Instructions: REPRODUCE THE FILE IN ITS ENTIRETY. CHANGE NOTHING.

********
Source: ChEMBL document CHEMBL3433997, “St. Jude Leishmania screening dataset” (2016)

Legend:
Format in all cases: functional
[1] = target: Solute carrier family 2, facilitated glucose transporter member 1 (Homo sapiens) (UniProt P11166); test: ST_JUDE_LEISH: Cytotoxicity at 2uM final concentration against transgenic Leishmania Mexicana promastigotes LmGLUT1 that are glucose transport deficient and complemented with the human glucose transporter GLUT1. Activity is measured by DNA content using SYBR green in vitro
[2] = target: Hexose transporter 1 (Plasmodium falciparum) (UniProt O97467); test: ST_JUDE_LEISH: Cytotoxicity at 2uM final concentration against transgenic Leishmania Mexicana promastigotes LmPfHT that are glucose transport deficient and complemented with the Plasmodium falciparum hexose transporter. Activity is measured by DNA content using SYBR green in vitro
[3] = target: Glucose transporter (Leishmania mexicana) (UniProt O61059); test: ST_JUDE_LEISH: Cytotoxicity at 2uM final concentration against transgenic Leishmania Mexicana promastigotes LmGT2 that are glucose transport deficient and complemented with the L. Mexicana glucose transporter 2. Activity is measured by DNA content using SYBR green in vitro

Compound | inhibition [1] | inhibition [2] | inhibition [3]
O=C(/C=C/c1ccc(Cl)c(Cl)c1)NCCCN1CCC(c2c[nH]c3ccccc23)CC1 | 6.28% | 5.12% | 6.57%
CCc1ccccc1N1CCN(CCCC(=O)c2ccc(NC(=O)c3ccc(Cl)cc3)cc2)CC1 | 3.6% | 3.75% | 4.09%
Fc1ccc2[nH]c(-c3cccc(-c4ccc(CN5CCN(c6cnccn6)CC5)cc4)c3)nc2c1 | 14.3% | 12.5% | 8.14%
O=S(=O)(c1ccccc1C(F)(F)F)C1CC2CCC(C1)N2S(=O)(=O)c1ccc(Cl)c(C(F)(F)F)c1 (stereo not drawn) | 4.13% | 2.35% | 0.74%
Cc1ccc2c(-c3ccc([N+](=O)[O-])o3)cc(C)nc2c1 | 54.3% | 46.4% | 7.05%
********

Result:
Source: ChEMBL document CHEMBL3433997, “St. Jude Leishmania screening dataset” (2016)

Legend:
Format in all cases: functional
[1] = target: Solute carrier family 2, facilitated glucose transporter member 1 (Homo sapiens) (UniProt P11166); test: ST_JUDE_LEISH: Cytotoxicity at 2uM final concentration against transgenic Leishmania Mexicana promastigotes LmGLUT1 that are glucose transport deficient and complemented with the human glucose transporter GLUT1. Activity is measured by DNA content using SYBR green in vitro
[2] = target: Hexose transporter 1 (Plasmodium falciparum) (UniProt O97467); test: ST_JUDE_LEISH: Cytotoxicity at 2uM final concentration against transgenic Leishmania Mexicana promastigotes LmPfHT that are glucose transport deficient and complemented with the Plasmodium falciparum hexose transporter. Activity is measured by DNA content using SYBR green in vitro
[3] = target: Glucose transporter (Leishmania mexicana) (UniProt O61059); test: ST_JUDE_LEISH: Cytotoxicity at 2uM final concentration against transgenic Leishmania Mexicana promastigotes LmGT2 that are glucose transport deficient and complemented with the L. Mexicana glucose transporter 2. Activity is measured by DNA content using SYBR green in vitro

Compound | inhibition [1] | inhibition [2] | inhibition [3]
O=C(/C=C/c1ccc(Cl)c(Cl)c1)NCCCN1CCC(c2c[nH]c3ccccc23)CC1 | 6.28% | 5.12% | 6.57%
CCc1ccccc1N1CCN(CCCC(=O)c2ccc(NC(=O)c3ccc(Cl)cc3)cc2)CC1 | 3.6% | 3.75% | 4.09%
Fc1ccc2[nH]c(-c3cccc(-c4ccc(CN5CCN(c6cnccn6)CC5)cc4)c3)nc2c1 | 14.3% | 12.5% | 8.14%
O=S(=O)(c1ccccc1C(F)(F)F)C1CC2CCC(C1)N2S(=O)(=O)c1ccc(Cl)c(C(F)(F)F)c1 (stereo not drawn) | 4.13% | 2.35% | 0.74%
Cc1ccc2c(-c3ccc([N+](=O)[O-])o3)cc(C)nc2c1 | 54.3% | 46.4% | 7.05%